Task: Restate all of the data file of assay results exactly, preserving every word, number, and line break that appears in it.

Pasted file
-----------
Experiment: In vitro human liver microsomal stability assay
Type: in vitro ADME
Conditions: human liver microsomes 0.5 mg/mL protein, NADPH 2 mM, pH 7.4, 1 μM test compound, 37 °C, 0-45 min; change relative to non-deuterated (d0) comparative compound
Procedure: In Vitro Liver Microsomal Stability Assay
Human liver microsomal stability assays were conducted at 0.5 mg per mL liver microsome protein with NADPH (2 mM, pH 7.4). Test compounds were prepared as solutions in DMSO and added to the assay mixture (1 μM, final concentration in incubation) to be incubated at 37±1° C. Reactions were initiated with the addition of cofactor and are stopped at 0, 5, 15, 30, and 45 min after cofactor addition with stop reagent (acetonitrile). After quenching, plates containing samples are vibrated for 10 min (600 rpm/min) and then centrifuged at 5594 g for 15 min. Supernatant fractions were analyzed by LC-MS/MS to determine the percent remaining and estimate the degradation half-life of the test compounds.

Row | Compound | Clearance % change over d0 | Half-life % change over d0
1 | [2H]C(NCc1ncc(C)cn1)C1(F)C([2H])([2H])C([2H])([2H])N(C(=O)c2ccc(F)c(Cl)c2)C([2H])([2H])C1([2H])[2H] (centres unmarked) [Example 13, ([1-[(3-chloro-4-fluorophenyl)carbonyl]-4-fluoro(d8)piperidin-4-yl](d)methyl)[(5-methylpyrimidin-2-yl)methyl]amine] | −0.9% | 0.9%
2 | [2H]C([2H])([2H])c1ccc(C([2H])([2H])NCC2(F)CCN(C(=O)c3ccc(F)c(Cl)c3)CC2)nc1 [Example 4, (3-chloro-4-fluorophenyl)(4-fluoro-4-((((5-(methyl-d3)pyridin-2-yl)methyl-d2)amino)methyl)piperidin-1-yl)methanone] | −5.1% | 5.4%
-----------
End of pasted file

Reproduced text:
Experiment: In vitro human liver microsomal stability assay
Type: in vitro ADME
Conditions: human liver microsomes 0.5 mg/mL protein, NADPH 2 mM, pH 7.4, 1 μM test compound, 37 °C, 0-45 min; change relative to non-deuterated (d0) comparative compound
Procedure: In Vitro Liver Microsomal Stability Assay
Human liver microsomal stability assays were conducted at 0.5 mg per mL liver microsome protein with NADPH (2 mM, pH 7.4). Test compounds were prepared as solutions in DMSO and added to the assay mixture (1 μM, final concentration in incubation) to be incubated at 37±1° C. Reactions were initiated with the addition of cofactor and are stopped at 0, 5, 15, 30, and 45 min after cofactor addition with stop reagent (acetonitrile). After quenching, plates containing samples are vibrated for 10 min (600 rpm/min) and then centrifuged at 5594 g for 15 min. Supernatant fractions were analyzed by LC-MS/MS to determine the percent remaining and estimate the degradation half-life of the test compounds.

Row | Compound | Clearance % change over d0 | Half-life % change over d0
1 | [2H]C(NCc1ncc(C)cn1)C1(F)C([2H])([2H])C([2H])([2H])N(C(=O)c2ccc(F)c(Cl)c2)C([2H])([2H])C1([2H])[2H] (centres unmarked) [Example 13, ([1-[(3-chloro-4-fluorophenyl)carbonyl]-4-fluoro(d8)piperidin-4-yl](d)methyl)[(5-methylpyrimidin-2-yl)methyl]amine] | −0.9% | 0.9%
2 | [2H]C([2H])([2H])c1ccc(C([2H])([2H])NCC2(F)CCN(C(=O)c3ccc(F)c(Cl)c3)CC2)nc1 [Example 4, (3-chloro-4-fluorophenyl)(4-fluoro-4-((((5-(methyl-d3)pyridin-2-yl)methyl-d2)amino)methyl)piperidin-1-yl)methanone] | −5.1% | 5.4%